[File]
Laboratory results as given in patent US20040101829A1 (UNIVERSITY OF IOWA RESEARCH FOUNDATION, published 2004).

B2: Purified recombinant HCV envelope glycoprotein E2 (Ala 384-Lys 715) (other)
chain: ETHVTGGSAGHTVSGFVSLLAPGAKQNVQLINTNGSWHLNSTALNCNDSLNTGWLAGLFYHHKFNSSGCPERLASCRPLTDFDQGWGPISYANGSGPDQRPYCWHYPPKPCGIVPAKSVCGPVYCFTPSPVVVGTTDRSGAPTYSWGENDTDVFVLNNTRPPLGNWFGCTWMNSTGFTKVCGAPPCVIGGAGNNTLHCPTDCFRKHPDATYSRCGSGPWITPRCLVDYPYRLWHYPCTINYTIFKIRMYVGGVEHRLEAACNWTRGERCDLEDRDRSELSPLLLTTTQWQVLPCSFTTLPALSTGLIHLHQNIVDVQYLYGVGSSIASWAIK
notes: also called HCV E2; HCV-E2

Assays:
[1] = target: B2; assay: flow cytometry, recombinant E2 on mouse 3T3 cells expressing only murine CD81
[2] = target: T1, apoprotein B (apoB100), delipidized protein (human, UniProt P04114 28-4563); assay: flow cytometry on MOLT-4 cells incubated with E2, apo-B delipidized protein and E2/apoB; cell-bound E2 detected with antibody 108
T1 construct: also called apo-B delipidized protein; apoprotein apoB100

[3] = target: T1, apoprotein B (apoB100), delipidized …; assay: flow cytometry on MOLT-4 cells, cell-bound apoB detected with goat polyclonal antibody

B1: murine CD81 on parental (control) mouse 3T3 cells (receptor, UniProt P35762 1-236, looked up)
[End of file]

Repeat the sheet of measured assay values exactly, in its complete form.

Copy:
Laboratory results as given in patent US20040101829A1 (UNIVERSITY OF IOWA RESEARCH FOUNDATION, published 2004).

B2: Purified recombinant HCV envelope glycoprotein E2 (Ala 384-Lys 715) (other)
chain: ETHVTGGSAGHTVSGFVSLLAPGAKQNVQLINTNGSWHLNSTALNCNDSLNTGWLAGLFYHHKFNSSGCPERLASCRPLTDFDQGWGPISYANGSGPDQRPYCWHYPPKPCGIVPAKSVCGPVYCFTPSPVVVGTTDRSGAPTYSWGENDTDVFVLNNTRPPLGNWFGCTWMNSTGFTKVCGAPPCVIGGAGNNTLHCPTDCFRKHPDATYSRCGSGPWITPRCLVDYPYRLWHYPCTINYTIFKIRMYVGGVEHRLEAACNWTRGERCDLEDRDRSELSPLLLTTTQWQVLPCSFTTLPALSTGLIHLHQNIVDVQYLYGVGSSIASWAIK
notes: also called HCV E2; HCV-E2

Assays:
[1] = target: B2; assay: flow cytometry, recombinant E2 on mouse 3T3 cells expressing only murine CD81
[2] = target: T1, apoprotein B (apoB100), delipidized protein (human, UniProt P04114 28-4563); assay: flow cytometry on MOLT-4 cells incubated with E2, apo-B delipidized protein and E2/apoB; cell-bound E2 detected with antibody 108
T1 construct: also called apo-B delipidized protein; apoprotein apoB100

[3] = target: T1, apoprotein B (apoB100), delipidized …; assay: flow cytometry on MOLT-4 cells, cell-bound apoB detected with goat polyclonal antibody

B1: murine CD81 on parental (control) mouse 3T3 cells (receptor, UniProt P35762 1-236, looked up)